Tuesday, October 4, 2011

Computer Generated Sounds

Purely artificially computer generated sounds do not seem as though they would count as music. There are programs that can simulate music creation through algorithms and programming, but can they actually create music that can be considered art? It seems as though we have defined music to need some sort of artistic intention, and that our authors seem to think there is much more to music that just arranging a series of tones. So what is to be said about computers than can be taught the rules of music theory, shown a bunch of examples of music that is considered well-written, and then produce creations that are so alike the original that it is hard for listeners to tell the difference?
I think that, because the computers cannot do anything more than imitate and recreate what they have learned, that the music they create would not be considered "music" in the same regards as they composers they learned from. Unlike human composers, who try to find new and interesting ways to combine sounds and rhythm and create new concepts, the computer composer will only ever understand music so far as it has progressed at its current level, and has no ability to invent for itself.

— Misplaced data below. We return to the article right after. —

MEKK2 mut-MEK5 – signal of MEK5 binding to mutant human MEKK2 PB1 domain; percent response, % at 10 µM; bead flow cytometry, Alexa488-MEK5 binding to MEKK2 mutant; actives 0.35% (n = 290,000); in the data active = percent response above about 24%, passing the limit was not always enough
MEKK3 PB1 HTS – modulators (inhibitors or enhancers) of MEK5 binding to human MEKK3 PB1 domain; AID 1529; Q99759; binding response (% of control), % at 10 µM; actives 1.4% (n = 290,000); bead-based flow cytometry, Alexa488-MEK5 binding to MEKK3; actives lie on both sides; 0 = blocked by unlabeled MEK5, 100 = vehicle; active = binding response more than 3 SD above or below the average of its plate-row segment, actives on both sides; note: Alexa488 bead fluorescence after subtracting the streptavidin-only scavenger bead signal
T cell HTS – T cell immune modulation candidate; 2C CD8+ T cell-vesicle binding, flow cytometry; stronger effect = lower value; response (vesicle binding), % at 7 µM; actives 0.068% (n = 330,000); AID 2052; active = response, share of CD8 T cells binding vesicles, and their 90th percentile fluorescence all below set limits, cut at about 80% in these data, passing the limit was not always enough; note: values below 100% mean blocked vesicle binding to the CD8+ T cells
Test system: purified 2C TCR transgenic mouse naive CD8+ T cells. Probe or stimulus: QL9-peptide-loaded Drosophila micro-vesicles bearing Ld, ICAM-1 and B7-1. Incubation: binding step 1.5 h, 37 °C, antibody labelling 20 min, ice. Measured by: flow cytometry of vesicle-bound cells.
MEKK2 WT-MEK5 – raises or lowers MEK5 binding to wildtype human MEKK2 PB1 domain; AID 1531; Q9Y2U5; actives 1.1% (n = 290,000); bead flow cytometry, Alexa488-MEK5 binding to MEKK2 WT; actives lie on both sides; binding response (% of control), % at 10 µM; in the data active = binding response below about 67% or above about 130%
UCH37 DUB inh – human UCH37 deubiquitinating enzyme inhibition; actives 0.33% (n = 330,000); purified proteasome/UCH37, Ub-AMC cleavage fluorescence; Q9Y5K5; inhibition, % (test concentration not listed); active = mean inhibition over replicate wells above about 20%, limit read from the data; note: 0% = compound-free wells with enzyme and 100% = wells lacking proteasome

I would maintain that the sounds created by machines are not art (unless specifically inputted as such by a human composer), but I am not entirely certain if this is a correct assumption.

Do you think computers can create music?


  1. Interesting question. Here's a link to a 2007 dissertation on the topic:


  2. In Art & Philosophy today someone discussed a similar computer program, but with poetry. This program, when it "reads" poems from the same style it can create a new one in that same style. Both the poetry and music computer programs’ creations, although they may sound aesthetically pleasing, and may even be considered music and poetry, are just so artificial. That leads me to ask if music and poetry must be authentic to be considered art?